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Thumbs the Illinois Department of Commerce for designating the Quad-Cities as a state Enterprise Zone. The zones allow companies and other entities to qualify for tax breaks, like sales tax exemptions on building materials, as well as utility taxes.

A year ago, the Quad-Cities was notified it lost its longtime inclusion in the program, prompting worry from local economic development officials.

At the time, local officials said they'd try again -- and their efforts were rewarded. The state announced this week the designation had been restored.

“There may be people that have held back; this opens the door once again to being able to go ahead and build,” Tim Knanishu, executive vice president of REDEEM, a group that promotes development in East Moline, said this week.

The Quad-Cities economy has been looking better lately, but we still suffer by comparison with many other metros in the Midwest. We're hopeful this tool, which economic development officials say is important to incentivizing development, will contribute to new projects.

Thumbs Up and President Donald Trump. No doubt, farm interests in the state were cheered by the president's decision this week to order the Environmental Protection Agency to allow year round sales of E15. The president has been hinting for months that he'd take this step to bolster ethanol, and he came through.

But he couldn't leave it at that. The president, in full campaign mode, went to Council Bluffs and told a crowd "the Democrats will end ethanol. They will take it away."

That's ridiculous. If there's a holy grail among Iowa political figures, it's that renewable fuels, with ethanol at its foundation, are an economic and environmental virtue.

Now, there are those on the left and right, including in Iowa, who doubt the environmental argument for renewable fuels and the subsidies that support them.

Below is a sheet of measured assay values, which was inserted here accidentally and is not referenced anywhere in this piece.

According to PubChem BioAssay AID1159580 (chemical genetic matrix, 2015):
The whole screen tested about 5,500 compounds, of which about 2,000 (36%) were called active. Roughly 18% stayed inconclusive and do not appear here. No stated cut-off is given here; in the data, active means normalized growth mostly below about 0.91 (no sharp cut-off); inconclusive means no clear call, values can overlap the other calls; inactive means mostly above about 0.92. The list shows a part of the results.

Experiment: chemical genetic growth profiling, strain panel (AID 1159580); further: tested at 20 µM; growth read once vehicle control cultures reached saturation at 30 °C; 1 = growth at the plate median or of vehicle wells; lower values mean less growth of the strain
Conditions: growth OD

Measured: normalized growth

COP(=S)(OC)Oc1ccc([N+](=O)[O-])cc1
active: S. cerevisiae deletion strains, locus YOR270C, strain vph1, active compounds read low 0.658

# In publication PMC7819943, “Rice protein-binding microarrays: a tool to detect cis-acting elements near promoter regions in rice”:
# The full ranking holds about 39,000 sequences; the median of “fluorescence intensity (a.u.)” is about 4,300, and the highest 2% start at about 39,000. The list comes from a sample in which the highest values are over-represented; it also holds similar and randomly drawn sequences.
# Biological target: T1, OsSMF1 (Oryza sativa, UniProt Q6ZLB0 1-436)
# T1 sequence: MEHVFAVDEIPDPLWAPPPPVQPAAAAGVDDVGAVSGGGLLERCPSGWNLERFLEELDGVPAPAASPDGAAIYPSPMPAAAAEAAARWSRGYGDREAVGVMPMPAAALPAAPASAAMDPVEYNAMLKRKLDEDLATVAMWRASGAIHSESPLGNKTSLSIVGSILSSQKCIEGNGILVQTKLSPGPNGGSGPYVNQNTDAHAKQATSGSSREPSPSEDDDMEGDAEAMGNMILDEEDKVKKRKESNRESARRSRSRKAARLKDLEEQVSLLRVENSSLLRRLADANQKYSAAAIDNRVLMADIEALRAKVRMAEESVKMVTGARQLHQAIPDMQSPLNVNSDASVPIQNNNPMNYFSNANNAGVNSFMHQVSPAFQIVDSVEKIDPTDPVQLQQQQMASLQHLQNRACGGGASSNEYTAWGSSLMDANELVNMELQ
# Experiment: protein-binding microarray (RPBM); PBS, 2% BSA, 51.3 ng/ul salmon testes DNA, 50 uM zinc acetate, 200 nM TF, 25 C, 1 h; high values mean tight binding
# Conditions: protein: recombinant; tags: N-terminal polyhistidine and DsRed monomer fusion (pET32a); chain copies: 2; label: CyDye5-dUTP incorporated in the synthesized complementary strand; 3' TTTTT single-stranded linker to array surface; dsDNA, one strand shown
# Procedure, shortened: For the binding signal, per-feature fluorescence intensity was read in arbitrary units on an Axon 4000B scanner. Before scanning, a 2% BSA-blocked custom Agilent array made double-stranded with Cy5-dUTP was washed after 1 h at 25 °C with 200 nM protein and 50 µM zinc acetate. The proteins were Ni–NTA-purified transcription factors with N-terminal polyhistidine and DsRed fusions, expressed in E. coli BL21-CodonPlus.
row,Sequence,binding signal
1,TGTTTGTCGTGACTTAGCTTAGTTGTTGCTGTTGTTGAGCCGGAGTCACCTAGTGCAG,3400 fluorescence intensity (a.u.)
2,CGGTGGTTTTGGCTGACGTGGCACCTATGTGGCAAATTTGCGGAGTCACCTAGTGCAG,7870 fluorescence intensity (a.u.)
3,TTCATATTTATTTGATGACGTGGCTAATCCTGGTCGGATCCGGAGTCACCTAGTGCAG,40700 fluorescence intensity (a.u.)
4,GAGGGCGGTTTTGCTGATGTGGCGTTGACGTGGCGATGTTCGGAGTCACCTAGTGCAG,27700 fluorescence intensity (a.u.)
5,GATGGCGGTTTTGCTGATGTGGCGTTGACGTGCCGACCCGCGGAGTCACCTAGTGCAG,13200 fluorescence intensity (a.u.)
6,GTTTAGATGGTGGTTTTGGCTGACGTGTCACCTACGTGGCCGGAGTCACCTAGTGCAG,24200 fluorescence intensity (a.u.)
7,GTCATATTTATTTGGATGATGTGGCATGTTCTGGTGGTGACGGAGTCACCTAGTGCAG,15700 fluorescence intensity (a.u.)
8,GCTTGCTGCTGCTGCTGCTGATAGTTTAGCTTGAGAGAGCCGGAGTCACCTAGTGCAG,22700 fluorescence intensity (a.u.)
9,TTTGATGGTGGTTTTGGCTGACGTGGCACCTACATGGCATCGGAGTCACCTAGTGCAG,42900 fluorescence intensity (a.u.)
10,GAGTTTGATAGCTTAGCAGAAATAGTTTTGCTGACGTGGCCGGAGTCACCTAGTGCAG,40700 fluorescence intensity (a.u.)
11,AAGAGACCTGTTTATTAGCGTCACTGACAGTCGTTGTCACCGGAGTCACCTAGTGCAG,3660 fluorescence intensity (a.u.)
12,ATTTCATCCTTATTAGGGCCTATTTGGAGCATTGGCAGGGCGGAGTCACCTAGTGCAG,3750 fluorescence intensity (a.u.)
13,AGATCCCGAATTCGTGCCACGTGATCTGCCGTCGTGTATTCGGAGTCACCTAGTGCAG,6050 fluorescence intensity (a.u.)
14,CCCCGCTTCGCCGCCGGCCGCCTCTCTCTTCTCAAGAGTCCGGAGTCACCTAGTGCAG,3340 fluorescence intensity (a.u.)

But, for better or worse, there is broad support for them in Iowa, particularly with policymakers. To inject politics into this long-standing reality has the potential of fracturing that bipartisan consensus. It's not good for Iowa. And it's not true.

Thumbs former First Lady Michelle Obama, who was asked this week about the new aggressiveness of some in her party toward their political opponents.

Mrs. Obama famously said at the Democratic National Convention in 2016, "when they go low, we go high." But Eric Holder, the former U.S. attorney general, proposed a new motto this week: "When they go low, we kick 'em."

Meanwhile, Hillary Clinton said. "you cannot be civil with a political party that wants to destroy what you stand for, what you care about."

Both have been taking flak from the right for those comments (yes, the same people who still chant, "lock her up" at Trump rallies)

Obama's response to the new tone was this: "Fear is not a proper motivator. Hope wins out. And if you think about how you want your kids to be raised, how you want them to think about life and their opportunities. Do you want them afraid of their neighbors? Do you want them angry? Do you want them vengeful? ... We can't model something different if we want them to be better than that."

In the heat of the midterms, this sentiment may seem naive. But we still think it's a political winner, as well as the right thing to do.

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